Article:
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digital organizing


oswic

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Hello all,

I've seen a fair amount of discussion about digital organizing on TGC. Having only used Word and Excel to organize my materials and work, I am excited to embrace technology more fully. That said, I can't see much difference between Mendeley, Papers2, or Zotero except money and preferred browsers. I'd prefer to read comments from graduate students in history on this topic because I think we might use these programs differently from those in natural sciences, professional degree program, etc.

So - Mendeley, Papers2, or Zotero? Also, I got a Mac and it comes with Open Office. Is there any reason to buy Word or is Open Office sufficient?

Many thanks!

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I have a convoluted system that's evolved over the years and will probably change when I start school again in the fall.

I actually haven't tried Mendeley, but I use both Papers2 and Zotero. Papers2 I use for organizing and reading articles in PDF form. Zotero I mostly use to keep track of non-PDF web sources, like newspaper articles, that I want to come back and read later or have bookmarked for reference. I'm a huge fan of Papers2 and the organization structure. I tend to have separate folders for each project I'm working one, another for theory and other articles I tend to reference frequently, and now one for POI whose work I'd like to read.

My favorite tool, though, is Evernote, which I use for pretty much everything, both academic and non-academic. I love it for outlining and brainstorming on the go (via my iphone) because everything is already back and waiting for me on my computer. It's also how I keep track of book recommendations, names of professors, or anything else that someone mentions in passing that I want to go back and look up later.

I've started buying a lot of books on Kindle, not only because they're usually cheaper, but also because the Kindle for Mac app is so great. It does a good job of organizing your notes and highlights, and I love that when you copy and paste a quotation, it automatically adds in a citation.

I've heard great things about DevonThink from other historians, but I haven't actually tried it yet.

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You might've seen this already, but Sigaba outlined a method for keeping track of research that seems intriguing (no use of any of the programs you mention, though). Here's a link:

I'd definitely be interested in hearing more about people's experiences with Zotero, Papers2, and the rest.

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You might've seen this already, but Sigaba outlined a method for keeping track of research that seems intriguing (no use of any of the programs you mention, though). Here's a link:

I'd definitely be interested in hearing more about people's experiences with Zotero, Papers2, and the rest.

I hadn't. Thank you for posting it here.

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@kotov -

Me too! But I'm starting capstone research soon and I'll be doing research in DC and in Wales and I'll need to find a new method. Shipping index cards = no fun, especially if you lose that one critical one.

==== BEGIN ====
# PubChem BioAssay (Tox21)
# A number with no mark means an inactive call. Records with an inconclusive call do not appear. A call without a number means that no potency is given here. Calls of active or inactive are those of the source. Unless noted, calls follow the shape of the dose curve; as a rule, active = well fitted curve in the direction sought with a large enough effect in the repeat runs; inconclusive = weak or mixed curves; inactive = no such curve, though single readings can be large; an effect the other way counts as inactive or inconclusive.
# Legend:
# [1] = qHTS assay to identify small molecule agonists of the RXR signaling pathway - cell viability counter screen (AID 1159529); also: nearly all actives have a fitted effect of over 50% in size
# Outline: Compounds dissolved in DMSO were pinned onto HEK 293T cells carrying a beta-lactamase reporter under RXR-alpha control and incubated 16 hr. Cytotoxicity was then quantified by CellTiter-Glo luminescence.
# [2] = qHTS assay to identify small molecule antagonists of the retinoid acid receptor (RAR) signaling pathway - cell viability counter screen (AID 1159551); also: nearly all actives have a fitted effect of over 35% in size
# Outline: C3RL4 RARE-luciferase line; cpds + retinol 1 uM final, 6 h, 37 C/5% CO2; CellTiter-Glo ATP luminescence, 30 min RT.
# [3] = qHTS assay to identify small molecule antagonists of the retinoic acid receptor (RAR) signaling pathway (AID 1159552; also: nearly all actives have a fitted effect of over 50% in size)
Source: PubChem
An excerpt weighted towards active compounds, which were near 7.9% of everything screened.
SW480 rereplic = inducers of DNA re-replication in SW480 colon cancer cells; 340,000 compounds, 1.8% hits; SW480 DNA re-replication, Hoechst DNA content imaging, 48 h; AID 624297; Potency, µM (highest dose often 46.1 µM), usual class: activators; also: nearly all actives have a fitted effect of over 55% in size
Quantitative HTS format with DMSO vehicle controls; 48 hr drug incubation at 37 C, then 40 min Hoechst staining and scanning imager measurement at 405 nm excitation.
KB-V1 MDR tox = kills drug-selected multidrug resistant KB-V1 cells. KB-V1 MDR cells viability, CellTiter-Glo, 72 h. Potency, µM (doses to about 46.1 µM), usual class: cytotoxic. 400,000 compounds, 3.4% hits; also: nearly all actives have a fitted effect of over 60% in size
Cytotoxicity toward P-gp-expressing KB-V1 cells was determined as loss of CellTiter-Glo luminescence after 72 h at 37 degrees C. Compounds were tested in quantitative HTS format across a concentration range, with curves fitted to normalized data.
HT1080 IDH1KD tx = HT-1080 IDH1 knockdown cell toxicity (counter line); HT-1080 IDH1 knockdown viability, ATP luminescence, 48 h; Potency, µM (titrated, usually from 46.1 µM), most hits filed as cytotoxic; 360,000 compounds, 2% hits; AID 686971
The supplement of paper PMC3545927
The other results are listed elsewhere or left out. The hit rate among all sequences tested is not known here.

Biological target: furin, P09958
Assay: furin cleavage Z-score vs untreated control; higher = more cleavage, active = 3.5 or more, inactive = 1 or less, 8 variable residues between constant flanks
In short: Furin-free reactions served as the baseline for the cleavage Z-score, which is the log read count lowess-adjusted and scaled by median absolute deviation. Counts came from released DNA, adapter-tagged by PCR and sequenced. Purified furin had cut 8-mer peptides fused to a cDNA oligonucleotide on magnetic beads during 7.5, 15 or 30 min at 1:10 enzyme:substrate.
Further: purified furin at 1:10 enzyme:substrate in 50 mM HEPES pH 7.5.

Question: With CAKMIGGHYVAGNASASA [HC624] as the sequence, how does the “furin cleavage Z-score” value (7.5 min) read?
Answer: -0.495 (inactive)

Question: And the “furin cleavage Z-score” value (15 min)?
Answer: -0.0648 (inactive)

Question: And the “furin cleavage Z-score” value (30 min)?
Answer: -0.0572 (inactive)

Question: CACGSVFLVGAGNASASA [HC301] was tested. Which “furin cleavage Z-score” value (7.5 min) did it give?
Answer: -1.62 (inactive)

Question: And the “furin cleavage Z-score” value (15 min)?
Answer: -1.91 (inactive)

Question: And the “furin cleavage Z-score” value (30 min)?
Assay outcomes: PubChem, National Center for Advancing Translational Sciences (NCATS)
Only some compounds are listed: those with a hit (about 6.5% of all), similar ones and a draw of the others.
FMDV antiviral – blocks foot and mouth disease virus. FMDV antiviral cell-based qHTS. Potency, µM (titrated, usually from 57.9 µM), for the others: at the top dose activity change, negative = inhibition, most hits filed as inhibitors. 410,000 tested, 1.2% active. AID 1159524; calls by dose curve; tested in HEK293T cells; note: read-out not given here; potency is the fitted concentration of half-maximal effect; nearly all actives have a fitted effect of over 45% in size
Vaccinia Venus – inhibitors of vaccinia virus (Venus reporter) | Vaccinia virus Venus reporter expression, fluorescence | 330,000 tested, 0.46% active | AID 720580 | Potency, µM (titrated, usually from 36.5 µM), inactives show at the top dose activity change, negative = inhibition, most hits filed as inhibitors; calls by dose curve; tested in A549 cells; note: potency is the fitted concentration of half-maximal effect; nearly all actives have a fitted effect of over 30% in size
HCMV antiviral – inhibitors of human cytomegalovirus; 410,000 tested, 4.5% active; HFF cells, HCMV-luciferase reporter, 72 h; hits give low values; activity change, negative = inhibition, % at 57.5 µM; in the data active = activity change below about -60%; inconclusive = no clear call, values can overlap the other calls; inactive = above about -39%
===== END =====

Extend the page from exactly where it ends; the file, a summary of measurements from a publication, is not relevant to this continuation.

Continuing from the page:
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I'm poor, so #teamindexcards

A lot of these programs (like Zotero and Evernote) are free! Papers2 is reasonable w/ the student discount-- I think it's $30?

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I use Zotero to organize my research. It's free, and I've found a way to carry it with me everywhere - by carrying around a flash drive that has the Portable Apps version of Firefox on it, I can install the Zotero plugin to that browser and work in the software on any computer the same way I would at home. I use Zotero both to keep track of references and for the notes I take on sources. Zotero offers you the option to generate a report of each reference, so if I'm working on something and don't want to look at a computer screen for my sources I can have a sheet with all of the source's bibliographical information along with the notes I've taken on it (helps a lot for seminar discussions, too).

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I'm poor, so #teamindexcards

Me too, but not because I'm poor. I just think I'm borderline computer illiterate and won't be able to figure out how to use all of these complicated programs :unsure: But it's not the most efficient method, so I'm planning to make the transition to technology soon! *bookmarks thread*

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Three quick suggestions.

First, if you're going to make a transition from one method of organizing your materials to another, please consider the value of giving yourself plenty of time to design, to implement, and to tweak your new solution. Sometimes, what may seem like a small change can end up being a big drag on your time at the worst moment.

Second, please be mindful of the fact that software changes at an alarming rate. The solution you employ today may not be available three years from now. Google Desktop Search is no longer available because Google decided to chase the cloud. Also, some free software solutions may not be free down the road. So if you find software that works great for you, please consider the utility of archiving a copy of it, and understand that future versions of "free" software may not be as robust as previous iterations (Copernic desktop search comes to mind) and/or may not keep pace with upgrades to your computer's OS.

Third, if you use a detailed method of naming directories, folders, and sub-folders, please note that the length of your path/filenames may lead to hiccups when you're backing up your stuff.

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